Essay - Plato and the Little Prince Plato's Allegory of the Cave...

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Plato and the Little Prince

Plato's Allegory of the Cave ***** The ***** Prince of Antoine de Saint Exuprey

Plato's Allegory of the Cave in Book Seven ***** ***** Republic portrays a world in d*****rkness, the darkness of a cavern. Individuals ***** ***** darkness ***** the ***** of the lived texture ***** reality, of a daily existence ***** neckties and golf as ***** de ***** Exuprey might say, sit around a burning fire. This image represents human beings the world. The fire the human ***** gaze at is the fire of the enlightenment the philosophers of humanity, are seeking, *****ten in vain. Occasionally, ***** humans at the ***** c*****ch glimpses of a higher form of re*****lity upon the walls of the cave in the form of shadows. The shadows, which represent how most human beings see reality, ***** really only dimly filtered versions ***** ***** true nature of the forms, or the most pure aspect of every lived substance—for every object in the *****, there is a more perfect version of it in the world of ***** forms.

The Little Prince, in the children's book of the same name, may be said to reflect such an allegory, even ***** its *****dication when the author asks "the indulgence of the children who may read th***** book for dedicating it to a grown-up," ***** *****e m***** the book is dedic*****ted to is not only full of understanding, like the Platonic philosopher in a world of false shadows, but hungry and cold ***** a physical sense ***** also a spiritu*****l sense for enlighten*****ent. Thus the ***** De Saint ***** dedicates the ***** to "the child from whom th***** grown-up grew," the ***** form of ***** adult ***** is now *****n by all in the ***** as a sh*****dow upon the *****, for "all grown-ups were once *****ren—although few of them remember it," the author notes, ***** "forgett*****g" of an adulthood of childhood being a reference to the Platonic ***** consciousness of what we perceive as reality, but is merely ***** shadowy world of the *****. Childhood is purity and truth, adulthood ***** falseness.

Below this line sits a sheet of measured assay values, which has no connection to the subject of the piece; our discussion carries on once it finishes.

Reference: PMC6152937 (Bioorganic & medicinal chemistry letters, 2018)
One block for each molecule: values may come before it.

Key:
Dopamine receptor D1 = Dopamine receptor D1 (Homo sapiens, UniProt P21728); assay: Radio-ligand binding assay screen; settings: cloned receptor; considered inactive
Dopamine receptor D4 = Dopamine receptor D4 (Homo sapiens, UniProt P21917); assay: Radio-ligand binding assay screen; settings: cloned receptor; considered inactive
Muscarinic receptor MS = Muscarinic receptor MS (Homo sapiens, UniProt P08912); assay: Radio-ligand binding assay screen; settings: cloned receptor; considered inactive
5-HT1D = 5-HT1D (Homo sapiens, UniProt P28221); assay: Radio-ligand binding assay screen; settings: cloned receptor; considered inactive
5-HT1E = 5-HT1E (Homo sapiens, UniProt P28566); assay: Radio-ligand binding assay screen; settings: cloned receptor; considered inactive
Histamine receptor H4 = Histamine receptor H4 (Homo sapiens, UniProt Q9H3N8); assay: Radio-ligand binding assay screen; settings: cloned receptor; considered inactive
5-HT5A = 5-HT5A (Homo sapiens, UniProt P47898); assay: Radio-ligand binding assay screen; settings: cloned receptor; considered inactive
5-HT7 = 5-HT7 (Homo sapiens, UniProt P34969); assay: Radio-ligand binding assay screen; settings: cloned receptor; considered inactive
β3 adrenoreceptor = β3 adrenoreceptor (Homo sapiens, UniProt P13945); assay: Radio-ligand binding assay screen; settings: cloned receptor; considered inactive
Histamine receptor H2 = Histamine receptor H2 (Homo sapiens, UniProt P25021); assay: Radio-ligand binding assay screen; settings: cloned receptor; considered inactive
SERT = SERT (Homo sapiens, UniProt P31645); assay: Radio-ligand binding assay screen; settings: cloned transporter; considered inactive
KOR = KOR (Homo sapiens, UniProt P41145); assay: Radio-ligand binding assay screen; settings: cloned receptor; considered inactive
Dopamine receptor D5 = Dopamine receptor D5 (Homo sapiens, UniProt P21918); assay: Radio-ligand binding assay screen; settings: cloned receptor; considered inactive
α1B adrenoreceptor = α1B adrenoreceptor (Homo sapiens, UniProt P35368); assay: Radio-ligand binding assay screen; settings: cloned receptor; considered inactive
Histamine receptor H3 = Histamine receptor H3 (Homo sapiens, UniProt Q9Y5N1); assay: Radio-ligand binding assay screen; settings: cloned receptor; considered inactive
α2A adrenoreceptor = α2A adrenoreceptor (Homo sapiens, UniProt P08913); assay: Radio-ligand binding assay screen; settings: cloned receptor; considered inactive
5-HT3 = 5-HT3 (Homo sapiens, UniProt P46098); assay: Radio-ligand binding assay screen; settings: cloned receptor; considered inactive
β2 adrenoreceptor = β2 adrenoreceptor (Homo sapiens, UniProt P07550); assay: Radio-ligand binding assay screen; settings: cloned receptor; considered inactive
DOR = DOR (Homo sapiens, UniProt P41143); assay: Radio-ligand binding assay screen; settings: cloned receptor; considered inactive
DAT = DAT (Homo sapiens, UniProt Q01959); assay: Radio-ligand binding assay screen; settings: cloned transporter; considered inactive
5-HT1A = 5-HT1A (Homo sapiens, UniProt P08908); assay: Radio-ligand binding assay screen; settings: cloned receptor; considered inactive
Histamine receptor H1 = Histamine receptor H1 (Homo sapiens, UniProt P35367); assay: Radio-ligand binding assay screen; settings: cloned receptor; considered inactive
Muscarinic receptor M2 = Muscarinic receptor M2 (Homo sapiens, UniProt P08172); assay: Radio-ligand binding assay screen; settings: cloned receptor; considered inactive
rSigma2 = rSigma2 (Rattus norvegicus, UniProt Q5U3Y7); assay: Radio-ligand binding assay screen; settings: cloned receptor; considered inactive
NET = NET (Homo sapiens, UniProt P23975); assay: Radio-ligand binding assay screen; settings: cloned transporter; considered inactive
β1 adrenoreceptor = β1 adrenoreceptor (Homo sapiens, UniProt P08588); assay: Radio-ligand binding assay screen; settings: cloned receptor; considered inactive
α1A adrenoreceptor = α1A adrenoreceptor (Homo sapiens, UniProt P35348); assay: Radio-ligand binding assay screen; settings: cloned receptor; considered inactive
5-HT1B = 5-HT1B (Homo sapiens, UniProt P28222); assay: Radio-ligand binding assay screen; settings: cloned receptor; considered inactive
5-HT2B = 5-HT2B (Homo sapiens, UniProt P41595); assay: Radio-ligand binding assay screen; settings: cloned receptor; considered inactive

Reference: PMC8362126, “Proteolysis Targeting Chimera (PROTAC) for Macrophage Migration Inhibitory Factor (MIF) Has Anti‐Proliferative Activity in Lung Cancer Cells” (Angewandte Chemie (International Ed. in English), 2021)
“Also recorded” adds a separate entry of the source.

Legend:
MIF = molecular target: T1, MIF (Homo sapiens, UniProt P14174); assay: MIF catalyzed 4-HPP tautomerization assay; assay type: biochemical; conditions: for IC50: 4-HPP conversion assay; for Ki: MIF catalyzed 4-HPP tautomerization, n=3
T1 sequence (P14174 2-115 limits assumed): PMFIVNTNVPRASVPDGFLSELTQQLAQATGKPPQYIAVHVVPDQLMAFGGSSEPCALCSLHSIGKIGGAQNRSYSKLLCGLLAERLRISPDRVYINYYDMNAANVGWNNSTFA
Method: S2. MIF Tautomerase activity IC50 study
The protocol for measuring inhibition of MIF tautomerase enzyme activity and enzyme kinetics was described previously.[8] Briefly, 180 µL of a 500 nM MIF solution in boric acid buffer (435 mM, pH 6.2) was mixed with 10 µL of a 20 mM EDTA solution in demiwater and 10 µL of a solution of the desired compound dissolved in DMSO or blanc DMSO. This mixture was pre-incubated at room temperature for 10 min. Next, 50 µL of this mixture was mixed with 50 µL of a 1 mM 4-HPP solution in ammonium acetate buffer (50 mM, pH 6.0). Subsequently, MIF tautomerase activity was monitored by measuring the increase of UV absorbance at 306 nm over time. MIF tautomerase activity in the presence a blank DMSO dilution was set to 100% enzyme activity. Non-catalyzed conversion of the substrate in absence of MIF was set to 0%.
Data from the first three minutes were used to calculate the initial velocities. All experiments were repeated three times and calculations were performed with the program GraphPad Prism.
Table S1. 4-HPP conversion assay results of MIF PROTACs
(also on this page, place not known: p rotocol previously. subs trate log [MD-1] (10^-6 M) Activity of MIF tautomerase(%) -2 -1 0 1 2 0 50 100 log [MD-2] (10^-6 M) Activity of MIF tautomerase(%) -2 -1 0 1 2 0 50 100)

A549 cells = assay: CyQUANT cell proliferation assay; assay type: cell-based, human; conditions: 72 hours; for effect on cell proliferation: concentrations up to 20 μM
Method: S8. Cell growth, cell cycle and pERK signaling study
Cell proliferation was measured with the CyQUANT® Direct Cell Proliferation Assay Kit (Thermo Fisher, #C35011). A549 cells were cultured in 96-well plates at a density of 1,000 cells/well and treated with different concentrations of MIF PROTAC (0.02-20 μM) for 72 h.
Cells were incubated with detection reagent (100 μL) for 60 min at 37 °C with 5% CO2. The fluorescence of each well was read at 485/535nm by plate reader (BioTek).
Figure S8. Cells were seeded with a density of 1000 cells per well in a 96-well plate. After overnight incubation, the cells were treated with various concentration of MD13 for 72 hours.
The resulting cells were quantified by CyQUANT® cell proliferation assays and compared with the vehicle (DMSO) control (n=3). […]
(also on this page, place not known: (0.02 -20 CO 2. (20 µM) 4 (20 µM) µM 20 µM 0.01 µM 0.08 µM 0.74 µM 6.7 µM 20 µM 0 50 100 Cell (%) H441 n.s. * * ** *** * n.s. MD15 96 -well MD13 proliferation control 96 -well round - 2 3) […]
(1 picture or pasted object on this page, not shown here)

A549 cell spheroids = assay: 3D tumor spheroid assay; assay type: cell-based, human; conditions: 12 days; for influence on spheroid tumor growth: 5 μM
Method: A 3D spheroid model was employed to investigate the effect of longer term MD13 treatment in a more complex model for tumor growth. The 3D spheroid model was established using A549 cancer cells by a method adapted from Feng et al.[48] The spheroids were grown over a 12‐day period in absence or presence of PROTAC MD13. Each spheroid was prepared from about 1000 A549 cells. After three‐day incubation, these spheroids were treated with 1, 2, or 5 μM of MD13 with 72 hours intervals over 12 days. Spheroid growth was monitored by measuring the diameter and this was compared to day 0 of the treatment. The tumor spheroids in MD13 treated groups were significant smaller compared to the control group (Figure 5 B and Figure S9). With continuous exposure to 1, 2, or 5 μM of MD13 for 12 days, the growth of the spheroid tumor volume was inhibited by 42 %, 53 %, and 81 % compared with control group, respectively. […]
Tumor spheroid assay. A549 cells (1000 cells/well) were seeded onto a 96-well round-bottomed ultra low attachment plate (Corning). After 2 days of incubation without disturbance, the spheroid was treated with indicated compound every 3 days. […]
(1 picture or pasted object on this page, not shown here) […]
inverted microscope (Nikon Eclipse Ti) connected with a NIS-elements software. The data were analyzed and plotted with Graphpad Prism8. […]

***** notion ***** a Pl*****tonic misinterpretation of physical truths in the world is ***** more liter*****y rendered ***** the child of Chapter 1 draws a boa constrictor swallow*****g an elephant that, in the false perception of adults, ***** appears to be a hat rather than the frightening, ***** ***** that it is in the ***** world ***** reality and the child's mind, ***** opposed ***** the cave-like understanding of grown adults. The child narrating ***** work sagely observes ***** grownups never understand. Although Plato does not idealize the childlike state in ***** ***** *****elf, the idealization of childhood in The Little Prince has a *****nic p*****rallel in the ***** that the novel chronicles a f*****ll from grace on the part of its adults and a w*****dom on the part of ***** individual who is farthest away ***** the older ***** of lived existence.

Both Plato ***** Exuprey suggest, in the


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